Attention-Deficit/Hyperactivity Disorder and Executive Functions : Potential Vulnerabilities for Bully/Victimization Behaviors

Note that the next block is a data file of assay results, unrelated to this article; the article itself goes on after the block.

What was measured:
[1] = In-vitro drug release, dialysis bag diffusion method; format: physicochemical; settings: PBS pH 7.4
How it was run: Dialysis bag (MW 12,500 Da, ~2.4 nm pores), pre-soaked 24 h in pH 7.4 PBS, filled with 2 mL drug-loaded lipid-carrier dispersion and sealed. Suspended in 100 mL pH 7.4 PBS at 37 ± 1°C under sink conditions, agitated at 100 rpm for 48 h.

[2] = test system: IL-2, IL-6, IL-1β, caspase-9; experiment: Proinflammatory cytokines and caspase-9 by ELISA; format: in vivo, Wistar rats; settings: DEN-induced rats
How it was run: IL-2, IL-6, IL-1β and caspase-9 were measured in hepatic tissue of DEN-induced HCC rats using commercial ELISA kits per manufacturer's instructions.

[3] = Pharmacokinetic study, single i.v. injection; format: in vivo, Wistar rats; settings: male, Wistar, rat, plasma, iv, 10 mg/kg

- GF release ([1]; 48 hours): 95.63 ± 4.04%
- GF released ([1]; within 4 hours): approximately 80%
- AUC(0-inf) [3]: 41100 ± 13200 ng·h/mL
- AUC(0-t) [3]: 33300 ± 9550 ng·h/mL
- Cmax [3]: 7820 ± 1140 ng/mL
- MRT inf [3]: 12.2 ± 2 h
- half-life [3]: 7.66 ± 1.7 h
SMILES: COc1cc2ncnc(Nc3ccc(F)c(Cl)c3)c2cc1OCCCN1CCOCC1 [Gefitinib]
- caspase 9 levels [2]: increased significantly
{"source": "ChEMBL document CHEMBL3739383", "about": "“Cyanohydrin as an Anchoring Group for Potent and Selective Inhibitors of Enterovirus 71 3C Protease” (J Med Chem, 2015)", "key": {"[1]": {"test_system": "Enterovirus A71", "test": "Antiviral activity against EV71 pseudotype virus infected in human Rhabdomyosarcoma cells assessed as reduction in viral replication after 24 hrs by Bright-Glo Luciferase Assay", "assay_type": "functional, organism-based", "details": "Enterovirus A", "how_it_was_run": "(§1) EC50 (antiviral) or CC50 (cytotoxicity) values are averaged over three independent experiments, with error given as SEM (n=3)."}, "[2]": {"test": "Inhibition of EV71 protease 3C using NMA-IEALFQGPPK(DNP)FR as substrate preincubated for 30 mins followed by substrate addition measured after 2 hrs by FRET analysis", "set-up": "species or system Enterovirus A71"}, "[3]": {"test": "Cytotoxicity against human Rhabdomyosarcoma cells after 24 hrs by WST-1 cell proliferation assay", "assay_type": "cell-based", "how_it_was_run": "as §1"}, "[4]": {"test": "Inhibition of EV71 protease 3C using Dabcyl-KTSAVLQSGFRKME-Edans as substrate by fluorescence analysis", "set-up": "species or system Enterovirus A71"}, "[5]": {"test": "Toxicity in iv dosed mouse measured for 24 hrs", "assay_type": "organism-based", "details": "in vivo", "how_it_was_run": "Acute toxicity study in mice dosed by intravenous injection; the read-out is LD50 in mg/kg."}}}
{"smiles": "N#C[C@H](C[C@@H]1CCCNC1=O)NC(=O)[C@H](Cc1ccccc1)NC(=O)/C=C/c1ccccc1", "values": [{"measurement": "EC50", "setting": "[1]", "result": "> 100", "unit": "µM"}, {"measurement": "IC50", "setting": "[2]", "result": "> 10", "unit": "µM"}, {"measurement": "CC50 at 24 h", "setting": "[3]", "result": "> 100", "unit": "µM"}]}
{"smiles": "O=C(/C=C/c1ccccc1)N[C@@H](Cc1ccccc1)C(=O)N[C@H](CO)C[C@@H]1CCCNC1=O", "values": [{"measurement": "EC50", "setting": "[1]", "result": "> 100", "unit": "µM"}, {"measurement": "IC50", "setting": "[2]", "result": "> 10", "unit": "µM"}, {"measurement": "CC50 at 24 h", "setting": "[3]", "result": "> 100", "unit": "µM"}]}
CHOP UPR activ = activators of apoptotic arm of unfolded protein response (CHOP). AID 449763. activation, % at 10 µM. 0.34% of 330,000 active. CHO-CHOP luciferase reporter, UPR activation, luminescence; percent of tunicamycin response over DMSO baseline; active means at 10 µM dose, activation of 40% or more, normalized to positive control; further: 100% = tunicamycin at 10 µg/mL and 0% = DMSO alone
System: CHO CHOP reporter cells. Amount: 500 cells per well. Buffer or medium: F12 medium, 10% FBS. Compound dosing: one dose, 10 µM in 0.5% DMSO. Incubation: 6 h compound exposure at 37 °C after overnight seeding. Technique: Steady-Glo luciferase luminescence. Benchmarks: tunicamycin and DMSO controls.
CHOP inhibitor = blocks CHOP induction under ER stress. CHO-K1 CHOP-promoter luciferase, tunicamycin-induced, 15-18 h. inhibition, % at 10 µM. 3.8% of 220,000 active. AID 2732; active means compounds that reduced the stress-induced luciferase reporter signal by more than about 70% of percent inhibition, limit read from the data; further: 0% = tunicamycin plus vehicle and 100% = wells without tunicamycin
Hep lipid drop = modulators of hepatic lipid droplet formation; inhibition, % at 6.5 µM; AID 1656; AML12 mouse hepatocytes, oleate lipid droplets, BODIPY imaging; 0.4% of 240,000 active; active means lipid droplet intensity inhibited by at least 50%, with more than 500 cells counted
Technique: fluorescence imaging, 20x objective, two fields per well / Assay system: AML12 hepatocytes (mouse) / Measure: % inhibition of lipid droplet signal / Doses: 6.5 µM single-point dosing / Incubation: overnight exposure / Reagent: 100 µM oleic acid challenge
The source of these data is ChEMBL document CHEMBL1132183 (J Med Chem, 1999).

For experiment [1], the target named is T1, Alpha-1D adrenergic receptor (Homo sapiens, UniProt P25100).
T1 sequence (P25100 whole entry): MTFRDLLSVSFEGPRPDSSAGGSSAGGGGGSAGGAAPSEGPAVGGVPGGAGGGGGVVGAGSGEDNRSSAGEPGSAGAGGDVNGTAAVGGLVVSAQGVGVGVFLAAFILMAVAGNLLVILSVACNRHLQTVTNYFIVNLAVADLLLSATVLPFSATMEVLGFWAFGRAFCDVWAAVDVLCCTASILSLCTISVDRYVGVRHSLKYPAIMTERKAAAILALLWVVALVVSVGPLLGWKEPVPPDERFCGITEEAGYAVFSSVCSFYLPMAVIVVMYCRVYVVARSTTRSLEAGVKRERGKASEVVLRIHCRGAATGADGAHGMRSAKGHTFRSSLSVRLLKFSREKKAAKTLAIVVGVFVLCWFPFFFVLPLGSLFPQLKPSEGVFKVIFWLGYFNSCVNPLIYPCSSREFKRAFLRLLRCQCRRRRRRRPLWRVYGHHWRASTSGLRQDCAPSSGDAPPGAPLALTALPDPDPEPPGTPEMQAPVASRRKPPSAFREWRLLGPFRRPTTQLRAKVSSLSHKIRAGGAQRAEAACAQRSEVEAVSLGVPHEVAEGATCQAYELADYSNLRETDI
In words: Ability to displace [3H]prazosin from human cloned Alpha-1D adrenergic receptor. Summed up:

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Children diagnosed with Attention-Deficit/Hyperactivity Disorder can present with numerous difficulties in several areas of life, and particularly within the social realm. These interpersonal problems are linked to deficits in executive functions, which are the most prominent neuropsychological defects found in children with Attention-Deficit/Hyperactivity Disorder. Previous literature highlights the specific components of executive functions often problematic in children with Attention-Deficit/Hyperactivity Disorder including inhibition, set-shifting, working memory, planning, verbal fluency, and emotional regulation. Further, problems in executive functions appear to exacerbate the unsatisfactory interpersonal relationships these children experience. Additionally, Attention-Deficit/Hyperactivity Disorder is more prevalent among children identified as bullies and victims, and literature indicates that certain interpersonal problems children with Attention-Deficit/Hyperactivity Disorder experience, also increase the risk for involvement in bully/victimization behaviors. This involvement in bully/victimization behaviors among children with Attention- Deficit/Hyperactivity Disorder also appears to be related to deficits in executive functions. A group of children diagnosed with Attention-Deficit/Hyperactivity Disorder were assessed with performance-based executive functioning measures and self-reported questionnaires on bully/victimization behaviors. Parents completed a measure of emotional regulation, and the child's teacher completed an informant-rating scale on executive functions and equivalent measures on bully/victimization behaviors. Analyses of the data demonstrated that several of the teacher-reported executive function measures were related to, and predictive of, the teacher-reported bully/victimization behaviors. The performancebased executive function measures routinely demonstrated non-significant correlational and predictive findings with the bully/victimization measures. Additionally, the self-reported bullying measures had no significant relationships with any of the executive functioning measures. These results were consistent with literature questioning the validity of these types of measures. The results did show that executive functions, particularly those related to social skills, and emotional regulation, and the symptoms of Attention-Deficit/Hyperactivity Disorder, predict involvement with bully/victimization behaviors. Additional research is needed on the complex relationship among Attention- Deficit/Hyperactivity Disorder, executive functions, and bully/victimization behaviors. Specifically, potential studies should focus on utilizing a broader sample of participants, informants, and measures of executive functions and bully/victimization. Future research investigating the relationship among Attention-Deficit/Hyperactivity Disorder, executive dysfunction, and bully/victimization should focus on advancing beneficial interventions to comprehensively address these conditions in order to improve the child.s overall quality of life.